David Cameron’s official spokesperson has expressed concern over misconduct accusations levelled against UK armed forces veterans, which may be “fabricated” or “not justified.”
According to the BBC, the Iraq Historic Allegations Team (IHAT) has officially informed around 280 veterans they are under investigation. The organisation was set up to investigate allegations of abuse towards Iraqi civilians by UK armed forces personnel during the period 2003 to 2009.
To date, 35 cases involving unlawful deaths and 36 cases alleging abuse and mistreatment have been referred to the Service Prosecuting Authority (SPA), the military equivalent of the Crown Prosecution Service (CPS). There have been recent reports, however, that some former personnel had faced repeated investigations over the same events, or in connection with allegations that were not justified.
The Prime Minister’s spokesperson said: "We are deeply concerned about these types of situation. Every false claim that the government [has to] respond to, investigate and defend is diverting spending from the front line and from the work that our armed forces do to keep us safe.”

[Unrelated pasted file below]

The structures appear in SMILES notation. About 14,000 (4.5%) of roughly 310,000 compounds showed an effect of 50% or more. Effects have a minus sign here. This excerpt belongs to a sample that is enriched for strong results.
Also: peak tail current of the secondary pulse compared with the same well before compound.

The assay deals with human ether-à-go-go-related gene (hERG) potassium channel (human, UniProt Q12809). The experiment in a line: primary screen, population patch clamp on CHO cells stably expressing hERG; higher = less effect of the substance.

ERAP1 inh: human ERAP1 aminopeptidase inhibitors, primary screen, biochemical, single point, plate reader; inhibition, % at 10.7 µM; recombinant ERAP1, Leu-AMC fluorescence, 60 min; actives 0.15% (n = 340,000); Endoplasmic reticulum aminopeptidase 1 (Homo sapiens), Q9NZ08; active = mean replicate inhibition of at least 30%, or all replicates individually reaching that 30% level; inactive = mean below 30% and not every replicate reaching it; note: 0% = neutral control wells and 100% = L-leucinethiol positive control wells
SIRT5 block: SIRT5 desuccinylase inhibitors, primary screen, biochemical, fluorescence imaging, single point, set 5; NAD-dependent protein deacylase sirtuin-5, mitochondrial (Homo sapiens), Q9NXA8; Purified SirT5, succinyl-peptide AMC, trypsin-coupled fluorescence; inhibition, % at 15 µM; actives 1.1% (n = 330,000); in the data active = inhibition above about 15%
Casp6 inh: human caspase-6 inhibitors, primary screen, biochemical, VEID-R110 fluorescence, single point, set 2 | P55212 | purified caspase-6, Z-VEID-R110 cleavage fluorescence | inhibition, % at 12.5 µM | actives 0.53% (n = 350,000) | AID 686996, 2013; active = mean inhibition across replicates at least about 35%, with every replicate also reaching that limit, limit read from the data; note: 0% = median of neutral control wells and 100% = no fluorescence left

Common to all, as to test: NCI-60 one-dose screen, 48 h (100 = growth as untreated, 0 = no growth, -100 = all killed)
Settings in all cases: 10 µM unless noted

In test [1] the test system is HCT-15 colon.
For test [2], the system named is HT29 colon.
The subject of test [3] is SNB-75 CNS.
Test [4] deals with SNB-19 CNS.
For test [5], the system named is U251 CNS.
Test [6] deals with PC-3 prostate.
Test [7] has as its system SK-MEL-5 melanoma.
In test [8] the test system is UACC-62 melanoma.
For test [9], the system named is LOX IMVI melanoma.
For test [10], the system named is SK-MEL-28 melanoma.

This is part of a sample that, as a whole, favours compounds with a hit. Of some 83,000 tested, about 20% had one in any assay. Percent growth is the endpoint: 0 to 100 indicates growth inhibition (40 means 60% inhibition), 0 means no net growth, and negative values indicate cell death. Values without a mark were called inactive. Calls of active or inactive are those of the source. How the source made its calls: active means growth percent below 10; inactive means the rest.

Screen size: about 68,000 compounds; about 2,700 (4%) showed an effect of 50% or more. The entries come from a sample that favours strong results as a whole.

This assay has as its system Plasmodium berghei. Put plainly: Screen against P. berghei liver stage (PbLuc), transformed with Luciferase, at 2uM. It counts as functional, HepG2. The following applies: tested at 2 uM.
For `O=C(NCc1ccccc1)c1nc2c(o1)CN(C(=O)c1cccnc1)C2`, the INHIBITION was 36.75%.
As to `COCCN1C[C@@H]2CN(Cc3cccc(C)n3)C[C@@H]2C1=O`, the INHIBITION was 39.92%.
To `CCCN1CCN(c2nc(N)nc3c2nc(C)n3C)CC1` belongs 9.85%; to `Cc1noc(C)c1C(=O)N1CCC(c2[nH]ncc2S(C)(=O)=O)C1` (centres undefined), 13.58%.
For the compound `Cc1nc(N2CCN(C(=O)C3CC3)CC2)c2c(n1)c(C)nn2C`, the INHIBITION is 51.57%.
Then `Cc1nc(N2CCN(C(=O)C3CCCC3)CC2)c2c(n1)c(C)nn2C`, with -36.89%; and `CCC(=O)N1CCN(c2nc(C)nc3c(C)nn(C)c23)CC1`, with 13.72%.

"It is important that the government looks at what it can do to stop these types of scenarios where the claims may be fabricated, or not justified, and to look at how we deliver a better system in the future."
Last year’s public Al-Sweady Inquiry concluded that allegations suggesting that Iraqis had been murdered while in military custody were “wholly without foundation”, although it conceded that some of the detention techniques used were tantamount to mistreatment.
Mr Cameron's spokeswoman added: "We are concerned at reports about people being solicited by lawyers to make allegations that - as the Al-Sweady Inquiry showed - can often be fabricated."
The director of the SPA, Andrew Cayley QC, said the organisation "will not flinch" in prosecuting personnel, in cases in which there is sufficient evidence against them.